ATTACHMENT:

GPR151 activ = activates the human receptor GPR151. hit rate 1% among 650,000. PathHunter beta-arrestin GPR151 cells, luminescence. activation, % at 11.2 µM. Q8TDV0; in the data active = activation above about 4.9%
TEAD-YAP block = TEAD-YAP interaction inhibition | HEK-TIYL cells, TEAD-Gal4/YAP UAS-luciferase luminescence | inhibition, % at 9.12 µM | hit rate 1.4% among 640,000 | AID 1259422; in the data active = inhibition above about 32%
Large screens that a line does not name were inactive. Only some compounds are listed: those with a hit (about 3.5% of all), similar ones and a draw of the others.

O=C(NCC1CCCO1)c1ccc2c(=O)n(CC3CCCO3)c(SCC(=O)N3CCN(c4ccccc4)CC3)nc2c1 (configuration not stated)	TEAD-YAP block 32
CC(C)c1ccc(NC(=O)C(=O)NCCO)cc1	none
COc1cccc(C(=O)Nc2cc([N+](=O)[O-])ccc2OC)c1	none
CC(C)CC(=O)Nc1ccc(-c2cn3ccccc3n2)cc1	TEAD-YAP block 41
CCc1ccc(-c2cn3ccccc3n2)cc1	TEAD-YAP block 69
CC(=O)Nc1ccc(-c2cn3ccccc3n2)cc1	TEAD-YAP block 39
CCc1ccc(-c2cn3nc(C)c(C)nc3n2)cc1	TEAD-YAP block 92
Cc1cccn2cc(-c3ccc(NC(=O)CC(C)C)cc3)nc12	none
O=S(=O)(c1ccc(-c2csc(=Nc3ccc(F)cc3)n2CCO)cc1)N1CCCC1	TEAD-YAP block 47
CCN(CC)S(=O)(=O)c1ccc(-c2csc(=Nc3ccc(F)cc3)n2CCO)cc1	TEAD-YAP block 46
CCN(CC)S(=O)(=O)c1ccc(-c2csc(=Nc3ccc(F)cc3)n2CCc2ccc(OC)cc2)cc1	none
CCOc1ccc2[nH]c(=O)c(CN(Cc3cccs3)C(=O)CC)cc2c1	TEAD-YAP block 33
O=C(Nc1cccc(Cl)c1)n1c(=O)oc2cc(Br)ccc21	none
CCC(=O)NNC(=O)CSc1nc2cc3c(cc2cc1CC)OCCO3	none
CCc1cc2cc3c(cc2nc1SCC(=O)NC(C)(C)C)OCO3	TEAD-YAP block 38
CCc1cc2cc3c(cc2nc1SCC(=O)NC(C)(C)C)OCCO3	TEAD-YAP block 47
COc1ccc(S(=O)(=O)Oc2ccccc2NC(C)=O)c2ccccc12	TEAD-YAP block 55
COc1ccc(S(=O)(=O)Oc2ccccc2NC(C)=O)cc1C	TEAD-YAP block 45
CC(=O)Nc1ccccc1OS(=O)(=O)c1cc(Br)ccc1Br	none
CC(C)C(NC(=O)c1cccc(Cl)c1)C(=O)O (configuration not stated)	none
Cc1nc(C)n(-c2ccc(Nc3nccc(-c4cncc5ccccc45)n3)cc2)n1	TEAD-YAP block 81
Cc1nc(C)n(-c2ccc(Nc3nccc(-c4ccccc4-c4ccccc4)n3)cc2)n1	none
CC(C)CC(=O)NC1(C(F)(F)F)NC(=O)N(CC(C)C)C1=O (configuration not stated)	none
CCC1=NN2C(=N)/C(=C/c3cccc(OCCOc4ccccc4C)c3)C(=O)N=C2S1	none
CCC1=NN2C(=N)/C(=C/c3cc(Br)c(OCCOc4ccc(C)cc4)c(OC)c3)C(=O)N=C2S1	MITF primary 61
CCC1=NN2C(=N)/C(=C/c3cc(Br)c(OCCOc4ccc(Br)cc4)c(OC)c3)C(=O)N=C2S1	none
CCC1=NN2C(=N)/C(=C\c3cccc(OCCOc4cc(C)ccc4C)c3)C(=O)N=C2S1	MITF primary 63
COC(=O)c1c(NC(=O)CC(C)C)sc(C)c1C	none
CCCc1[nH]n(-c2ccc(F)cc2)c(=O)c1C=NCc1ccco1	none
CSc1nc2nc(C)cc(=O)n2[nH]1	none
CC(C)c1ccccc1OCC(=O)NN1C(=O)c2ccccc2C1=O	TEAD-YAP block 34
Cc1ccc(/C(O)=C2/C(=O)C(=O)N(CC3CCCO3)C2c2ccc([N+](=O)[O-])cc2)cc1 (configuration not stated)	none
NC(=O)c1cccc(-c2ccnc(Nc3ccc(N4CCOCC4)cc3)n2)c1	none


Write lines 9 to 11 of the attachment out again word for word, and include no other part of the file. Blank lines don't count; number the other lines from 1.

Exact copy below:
CC(=O)Nc1ccc(-c2cn3ccccc3n2)cc1	TEAD-YAP block 39
CCc1ccc(-c2cn3nc(C)c(C)nc3n2)cc1	TEAD-YAP block 92
Cc1cccn2cc(-c3ccc(NC(=O)CC(C)C)cc3)nc12	none